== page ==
A 28-year-old man carrying two guns, ammunition and a Quran was arrested at a hotel in Disneyland Paris on Thursday afternoon, according to a Disney executive, raising a new round of fear two months after 130 people were killed in a coordinated series of terrorist attacks on the French capital.
The man was arrested at Disney’s Hotel New York, next to the Disney Village retail, dining and entertainment complex that is part of the Disneyland Paris amusement park. The theme park, Europe’s largest, opened in 1992 in Marne-la-Vallée, about 20 miles east of central Paris.
“During a routine security screening checkpoint at one of our hotels, weapons were discovered in a guest’s luggage through our X-ray machine,” said François Banon, vice president of communication and public affairs at Disneyland Paris. “The police were immediately notified and the individual was arrested.”
He did not resist his detention, and he was turned over to local police, according to reports in French news media. The man was carrying two semiautomatic 7.65-mm pistols and a box of cartridges.
“I’d like to highlight that the security services of Disney and the police forces immediately reacted,” Jean-Luc Marx, the top police official in Seine-et-Marne, told Le Parisien, “so that this individual was put somewhere where he could do no harm — if that was indeed his intention, we don’t know yet.”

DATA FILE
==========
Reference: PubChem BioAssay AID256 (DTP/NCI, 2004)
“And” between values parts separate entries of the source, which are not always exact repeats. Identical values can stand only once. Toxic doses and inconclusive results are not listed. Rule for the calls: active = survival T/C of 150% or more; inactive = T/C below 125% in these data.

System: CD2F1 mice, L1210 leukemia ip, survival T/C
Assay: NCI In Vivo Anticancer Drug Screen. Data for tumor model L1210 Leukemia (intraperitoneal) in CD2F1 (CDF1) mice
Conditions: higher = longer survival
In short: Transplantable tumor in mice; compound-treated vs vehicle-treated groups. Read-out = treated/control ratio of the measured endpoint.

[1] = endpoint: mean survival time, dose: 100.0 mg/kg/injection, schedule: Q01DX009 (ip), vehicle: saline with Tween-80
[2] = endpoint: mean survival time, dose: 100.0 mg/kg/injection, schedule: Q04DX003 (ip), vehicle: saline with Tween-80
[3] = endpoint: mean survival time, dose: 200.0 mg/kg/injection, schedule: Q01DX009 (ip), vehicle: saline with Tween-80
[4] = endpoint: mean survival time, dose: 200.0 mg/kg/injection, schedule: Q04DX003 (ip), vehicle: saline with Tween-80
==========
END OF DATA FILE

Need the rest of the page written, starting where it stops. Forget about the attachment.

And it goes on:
A security perimeter was established around the man’s vehicle, and a woman who had accompanied him — and who appeared to have tried to flee — was also taken into custody, Agence France-Presse reported, citing unidentified police sources.
An employee at the police prefecture for Seine-et-Marne, the French administrative department that includes Marne-la-Vallée, said authorities there had no immediate comment, and referred inquiries to the Interior Ministry.
The Interior Ministry’s press office said it was investigating the matter and did not yet have information on the identities of the two people who had been detained.
France has been in a state of emergency since the Nov. 13 attacks by the Islamic State in and around Paris. The police and judicial authorities have been given extraordinary powers to detain and question individuals, and prominent landmarks continue to be heavily guarded.